Relax, San Antonio airport is just fine
The first time I flew into San Antonio International Airport, it seemed surprisingly small for the nation’s seventh-largest city.
It wasn’t a bad first impression, but much like my first visit to the Alamo, I expected something more. More flights. More people. More terminals. More hustle and bustle! Some kind of tangible, overwhelming, exhausting and frantic expression that this city was the place to be, and I was lucky to be stepping into it (I was).
Instead, the terminal was mostly empty. The airport felt sleepy.
In the years since my first landing here (and long before my arrival from Phoenix), the airport has been a frequent civic scapegoat.
You’ve heard the gripes. It doesn’t have enough direct flights. The runways are too short. It’s landlocked. Former Mayor Henry Cisneros once called it our “Achilles heel.” It pales in comparison to the booming Austin-Bergstrom International Airport just up the road, and civic leaders are now on the hunt for a regional airport of the future.
But first impressions are often wrong, and so is groupthink.
We have a bad case of airport envy, people. Get over it. Sure, there is room for improvement at SAT, but our airport is just fine. It’s not the source of our problems.
From the did-you-know file: Ever so quietly, San Antonio International Airport set a record in 2015 with more than 8.5 million passengers, which surpassed a record in 2014. It will likely set a passenger record in 2016.
Sure, it ranked as the 45th busiest airport in the country in 2015 with a little more than 4 million people boarding planes, according to Federal Aviation Administration statistics. But that puts us ahead of Cleveland, Pittsburgh, Indianapolis, Milwaukee and Columbus, Ohio. San Antonio is also just behind San Jose and Sacramento, California, and Kansas City.
All of this struck George Hoffer, a transportation economist at the University of Richmond, as “reasonable” and promising. It’s the right spot for our market.
“You will grow faster” than those Midwest cities, he wrote in an email. “You are somewhat different than a non-hub and #45 ranking in that you have non-stop service to both coasts. A real plus.”
A number of other industry experts have shared the same positive vibes. They love our air service and our potential.
“The reality is your air service is excellent,” Mike Boyd, an aviation consultant in Colorado, told me last year. “When you look at it, San Antonio has access to every single connecting airline hub in America. That’s the name of the game.”
Embracing this means embracing reality, which means accepting that Houston and Dallas are not going anywhere.
Those two markets were home to the fourth and 12th busiest airports in the country last year, with a combined 52 million passengers boarding, according to the FAA. Even the “tiny” airports in these two cities — Dallas Love Field and William P. Hobby — had nearly 13 million additional passengers board flights.
San Antonio is always going to lose direct flights to these markets. It’s a phenomenon called the “traffic shadow effect,” said Janet Bednarek, an aviation historian at the University of Dayton.
It’s not really rocket science. If a market is close enough to a “hub airport,” where major airlines concentrate their flights, it will lose out on traffic. People will either drive to those hubs or airlines will only offer flights that pass through them. Either way, it’s a money decision.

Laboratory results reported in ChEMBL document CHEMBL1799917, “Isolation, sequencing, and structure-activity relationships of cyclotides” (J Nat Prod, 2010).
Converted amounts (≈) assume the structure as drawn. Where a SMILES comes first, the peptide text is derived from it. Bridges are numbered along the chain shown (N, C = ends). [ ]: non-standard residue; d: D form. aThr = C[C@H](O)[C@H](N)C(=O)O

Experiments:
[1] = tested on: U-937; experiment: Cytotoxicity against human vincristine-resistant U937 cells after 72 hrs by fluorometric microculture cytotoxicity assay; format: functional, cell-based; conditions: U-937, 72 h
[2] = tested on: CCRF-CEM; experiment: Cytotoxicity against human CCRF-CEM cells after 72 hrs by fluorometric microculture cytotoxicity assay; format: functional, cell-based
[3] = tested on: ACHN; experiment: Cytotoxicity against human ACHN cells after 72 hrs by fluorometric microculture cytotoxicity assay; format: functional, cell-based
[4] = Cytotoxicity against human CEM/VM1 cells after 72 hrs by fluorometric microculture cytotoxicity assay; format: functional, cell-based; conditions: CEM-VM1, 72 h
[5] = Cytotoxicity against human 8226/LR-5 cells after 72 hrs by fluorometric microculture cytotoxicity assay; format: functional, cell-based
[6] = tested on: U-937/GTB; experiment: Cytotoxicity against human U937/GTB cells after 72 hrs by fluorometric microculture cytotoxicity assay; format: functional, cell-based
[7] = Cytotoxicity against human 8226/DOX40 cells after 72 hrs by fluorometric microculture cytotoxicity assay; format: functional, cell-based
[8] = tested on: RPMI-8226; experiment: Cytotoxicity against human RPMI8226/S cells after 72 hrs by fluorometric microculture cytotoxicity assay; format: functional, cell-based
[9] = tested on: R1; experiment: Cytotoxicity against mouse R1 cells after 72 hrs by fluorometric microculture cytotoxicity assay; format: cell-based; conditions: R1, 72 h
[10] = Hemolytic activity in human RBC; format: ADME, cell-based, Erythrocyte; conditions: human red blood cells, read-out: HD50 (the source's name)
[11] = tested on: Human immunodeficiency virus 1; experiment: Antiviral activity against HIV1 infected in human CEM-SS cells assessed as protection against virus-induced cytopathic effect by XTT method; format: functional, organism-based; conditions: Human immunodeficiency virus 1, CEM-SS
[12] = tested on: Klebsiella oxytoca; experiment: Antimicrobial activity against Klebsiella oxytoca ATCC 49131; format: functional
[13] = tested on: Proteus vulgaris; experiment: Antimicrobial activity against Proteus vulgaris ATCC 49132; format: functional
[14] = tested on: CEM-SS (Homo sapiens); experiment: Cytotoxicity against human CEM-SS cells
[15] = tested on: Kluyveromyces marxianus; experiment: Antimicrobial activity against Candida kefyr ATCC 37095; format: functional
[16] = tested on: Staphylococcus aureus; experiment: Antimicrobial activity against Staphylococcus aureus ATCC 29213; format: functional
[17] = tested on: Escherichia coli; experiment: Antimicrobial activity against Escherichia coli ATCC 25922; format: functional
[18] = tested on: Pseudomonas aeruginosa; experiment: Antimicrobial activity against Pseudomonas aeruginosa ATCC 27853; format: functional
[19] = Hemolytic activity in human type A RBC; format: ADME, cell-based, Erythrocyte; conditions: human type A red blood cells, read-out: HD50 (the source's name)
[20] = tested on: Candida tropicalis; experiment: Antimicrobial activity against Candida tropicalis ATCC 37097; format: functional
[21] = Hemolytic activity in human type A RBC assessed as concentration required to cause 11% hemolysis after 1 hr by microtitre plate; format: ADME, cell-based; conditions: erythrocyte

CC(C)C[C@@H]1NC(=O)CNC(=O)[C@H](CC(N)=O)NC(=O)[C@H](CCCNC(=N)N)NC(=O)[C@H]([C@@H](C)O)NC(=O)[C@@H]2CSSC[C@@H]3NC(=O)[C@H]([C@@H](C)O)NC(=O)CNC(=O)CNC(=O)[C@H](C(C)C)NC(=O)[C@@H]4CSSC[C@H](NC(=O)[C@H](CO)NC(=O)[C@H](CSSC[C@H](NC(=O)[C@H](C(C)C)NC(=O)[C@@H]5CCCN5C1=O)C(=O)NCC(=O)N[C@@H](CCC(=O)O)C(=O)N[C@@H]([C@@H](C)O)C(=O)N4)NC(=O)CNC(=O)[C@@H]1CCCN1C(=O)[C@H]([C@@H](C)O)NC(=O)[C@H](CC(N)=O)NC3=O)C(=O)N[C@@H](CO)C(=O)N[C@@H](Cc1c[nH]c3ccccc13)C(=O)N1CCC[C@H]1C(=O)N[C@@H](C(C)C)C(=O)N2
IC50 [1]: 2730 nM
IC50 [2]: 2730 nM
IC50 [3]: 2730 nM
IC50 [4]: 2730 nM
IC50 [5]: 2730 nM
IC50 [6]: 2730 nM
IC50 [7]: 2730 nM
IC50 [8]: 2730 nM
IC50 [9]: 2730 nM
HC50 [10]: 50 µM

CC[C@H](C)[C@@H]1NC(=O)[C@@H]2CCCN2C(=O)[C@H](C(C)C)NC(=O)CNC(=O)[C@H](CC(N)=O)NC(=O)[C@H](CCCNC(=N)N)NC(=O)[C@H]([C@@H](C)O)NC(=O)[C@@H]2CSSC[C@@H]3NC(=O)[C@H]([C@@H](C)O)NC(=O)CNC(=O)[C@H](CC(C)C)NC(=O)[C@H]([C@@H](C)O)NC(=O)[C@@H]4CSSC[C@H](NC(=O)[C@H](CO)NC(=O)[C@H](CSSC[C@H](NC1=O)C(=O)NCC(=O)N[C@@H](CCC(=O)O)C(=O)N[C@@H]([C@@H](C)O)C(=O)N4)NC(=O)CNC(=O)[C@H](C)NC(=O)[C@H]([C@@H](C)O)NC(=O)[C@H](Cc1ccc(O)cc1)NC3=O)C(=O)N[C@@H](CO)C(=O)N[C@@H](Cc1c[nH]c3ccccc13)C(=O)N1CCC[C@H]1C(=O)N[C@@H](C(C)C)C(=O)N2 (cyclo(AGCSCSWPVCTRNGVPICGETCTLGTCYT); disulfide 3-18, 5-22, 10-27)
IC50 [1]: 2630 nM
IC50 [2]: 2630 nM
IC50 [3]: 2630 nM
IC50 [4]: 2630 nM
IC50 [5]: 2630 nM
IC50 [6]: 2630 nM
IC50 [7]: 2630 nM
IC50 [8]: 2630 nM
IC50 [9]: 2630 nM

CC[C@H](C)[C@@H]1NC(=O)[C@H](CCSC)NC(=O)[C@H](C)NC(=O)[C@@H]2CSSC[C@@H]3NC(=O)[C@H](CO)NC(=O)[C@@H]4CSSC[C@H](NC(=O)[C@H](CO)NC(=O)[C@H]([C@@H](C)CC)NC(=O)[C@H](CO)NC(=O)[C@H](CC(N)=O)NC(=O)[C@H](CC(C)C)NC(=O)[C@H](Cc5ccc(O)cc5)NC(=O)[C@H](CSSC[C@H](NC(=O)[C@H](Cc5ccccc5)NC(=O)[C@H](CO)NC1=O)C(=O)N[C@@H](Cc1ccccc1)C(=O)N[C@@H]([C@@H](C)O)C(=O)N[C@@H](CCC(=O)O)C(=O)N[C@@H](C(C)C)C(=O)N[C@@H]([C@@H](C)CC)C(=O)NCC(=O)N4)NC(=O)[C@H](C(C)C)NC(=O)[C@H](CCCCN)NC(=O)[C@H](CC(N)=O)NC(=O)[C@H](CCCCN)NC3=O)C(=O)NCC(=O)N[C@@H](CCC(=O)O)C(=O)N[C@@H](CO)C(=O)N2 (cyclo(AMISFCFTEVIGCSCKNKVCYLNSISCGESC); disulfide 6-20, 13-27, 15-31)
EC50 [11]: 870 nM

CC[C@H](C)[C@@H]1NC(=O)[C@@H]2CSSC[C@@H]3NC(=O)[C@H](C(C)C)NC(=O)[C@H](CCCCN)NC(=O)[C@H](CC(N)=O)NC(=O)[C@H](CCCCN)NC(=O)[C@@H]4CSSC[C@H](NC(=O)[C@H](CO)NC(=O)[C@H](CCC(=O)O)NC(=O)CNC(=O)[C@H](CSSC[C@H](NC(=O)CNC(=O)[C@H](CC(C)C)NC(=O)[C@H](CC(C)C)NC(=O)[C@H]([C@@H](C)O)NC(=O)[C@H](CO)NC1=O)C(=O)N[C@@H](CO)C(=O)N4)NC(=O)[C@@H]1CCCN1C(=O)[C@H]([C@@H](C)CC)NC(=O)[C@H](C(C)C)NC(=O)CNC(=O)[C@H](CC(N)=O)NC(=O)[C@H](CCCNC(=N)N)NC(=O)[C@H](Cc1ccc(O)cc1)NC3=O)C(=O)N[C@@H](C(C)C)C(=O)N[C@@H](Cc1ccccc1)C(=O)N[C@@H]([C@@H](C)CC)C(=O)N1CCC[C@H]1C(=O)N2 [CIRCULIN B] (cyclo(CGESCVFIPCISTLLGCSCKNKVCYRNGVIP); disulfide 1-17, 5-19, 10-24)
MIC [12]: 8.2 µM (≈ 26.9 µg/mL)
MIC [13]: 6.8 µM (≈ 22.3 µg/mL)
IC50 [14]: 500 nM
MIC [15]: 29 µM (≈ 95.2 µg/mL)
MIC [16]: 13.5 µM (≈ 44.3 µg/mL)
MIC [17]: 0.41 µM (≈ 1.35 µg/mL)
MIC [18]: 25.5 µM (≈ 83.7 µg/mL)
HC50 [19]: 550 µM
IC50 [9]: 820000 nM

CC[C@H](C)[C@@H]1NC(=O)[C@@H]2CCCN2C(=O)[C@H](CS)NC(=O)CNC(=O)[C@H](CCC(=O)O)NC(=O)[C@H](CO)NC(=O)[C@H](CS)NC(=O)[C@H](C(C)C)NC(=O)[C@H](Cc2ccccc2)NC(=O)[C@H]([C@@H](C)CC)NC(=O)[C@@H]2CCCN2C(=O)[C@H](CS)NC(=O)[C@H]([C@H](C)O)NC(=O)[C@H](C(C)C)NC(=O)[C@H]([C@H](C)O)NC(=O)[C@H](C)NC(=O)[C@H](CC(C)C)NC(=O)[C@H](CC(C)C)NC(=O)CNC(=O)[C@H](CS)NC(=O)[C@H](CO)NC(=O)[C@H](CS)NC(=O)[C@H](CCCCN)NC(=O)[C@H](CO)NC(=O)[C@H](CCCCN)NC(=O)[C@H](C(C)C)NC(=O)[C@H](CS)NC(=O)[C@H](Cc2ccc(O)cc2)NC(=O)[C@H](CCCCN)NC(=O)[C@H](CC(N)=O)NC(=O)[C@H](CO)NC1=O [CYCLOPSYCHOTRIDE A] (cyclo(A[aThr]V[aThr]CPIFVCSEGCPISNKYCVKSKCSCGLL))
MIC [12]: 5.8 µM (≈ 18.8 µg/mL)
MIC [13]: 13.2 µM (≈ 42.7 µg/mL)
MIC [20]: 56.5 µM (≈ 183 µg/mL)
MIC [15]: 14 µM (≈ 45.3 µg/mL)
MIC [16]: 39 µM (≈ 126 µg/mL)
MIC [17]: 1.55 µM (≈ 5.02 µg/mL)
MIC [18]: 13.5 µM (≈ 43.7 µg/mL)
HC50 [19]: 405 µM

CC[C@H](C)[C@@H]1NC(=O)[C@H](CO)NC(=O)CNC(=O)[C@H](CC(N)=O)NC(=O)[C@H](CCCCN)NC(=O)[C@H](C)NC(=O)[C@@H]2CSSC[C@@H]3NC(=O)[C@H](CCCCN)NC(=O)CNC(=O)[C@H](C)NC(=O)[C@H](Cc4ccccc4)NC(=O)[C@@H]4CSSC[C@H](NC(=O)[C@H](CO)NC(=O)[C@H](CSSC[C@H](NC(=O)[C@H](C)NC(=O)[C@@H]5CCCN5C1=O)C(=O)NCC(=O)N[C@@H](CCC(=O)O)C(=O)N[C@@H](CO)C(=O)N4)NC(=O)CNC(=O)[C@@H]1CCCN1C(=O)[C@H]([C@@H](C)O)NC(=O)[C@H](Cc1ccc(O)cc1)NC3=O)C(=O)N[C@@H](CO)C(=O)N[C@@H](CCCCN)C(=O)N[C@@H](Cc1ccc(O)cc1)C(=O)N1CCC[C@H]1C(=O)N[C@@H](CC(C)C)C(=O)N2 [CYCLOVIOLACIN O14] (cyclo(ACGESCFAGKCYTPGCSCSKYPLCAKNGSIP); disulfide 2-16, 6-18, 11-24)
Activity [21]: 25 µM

“Too close to a nearby hub, there is just so much traffic that a region can generate,” she said. “The idea that an airport that is so near an established hub getting any kind of secondary hub status, I think, is not terribly realistic in this market.”
But wait, you say, what about Austin? It, too, is near Houston and Dallas, and its air traffic is surging. Bednarek sees a few key differences. It’s the state capital, and home to a tier-one university and a known tech sector.
“Absolute population isn’t the driver,” she said. “Do you have a global industry there? Do you have a university with global connections?”
Not unless you count breakfast tacos.
None of this is to say the airport can’t improve, or we shouldn’t try to add flights. While the airport has been setting passenger records, the growth rate was 1 percent last year, according to FAA stats.
City officials said they are acutely aware of this and hope to boost that growth in coming years. Direct flights to Reagan National Airport in Washington, D.C., remain a priority. So are nonstops to the West Coast, as well as service to Mexico.
As for the talk of a new regional airport, possibly to the south, to accommodate the next million residents here? Don’t study it. Shelve it.
The airport is only at 65 percent capacity with its two terminals, city officials said. Plans eventually call for a third terminal. While people often complain about the runways being too short and how that crimps flight options, the reality is the airport is capable of serving flights to western Europe and all of Latin America. And, yes, runways could be expanded if we needed to fly to Eastern Europe or Asia. It would be expensive, but so would building a new airport.
Speaking of which, going south to build a new airport, a burgeoning idea, makes no sense.
“Aren’t the higher incomes north?” asked Hoffer, the transportation economist. “Moving to the south makes Austin a relatively more attractive alternative.”
Exactly. Better off focusing on the flights we can get now — hello, Air Canada! — and growing key industries that link to desired markets.
Sit back and relax. The airport is just fine.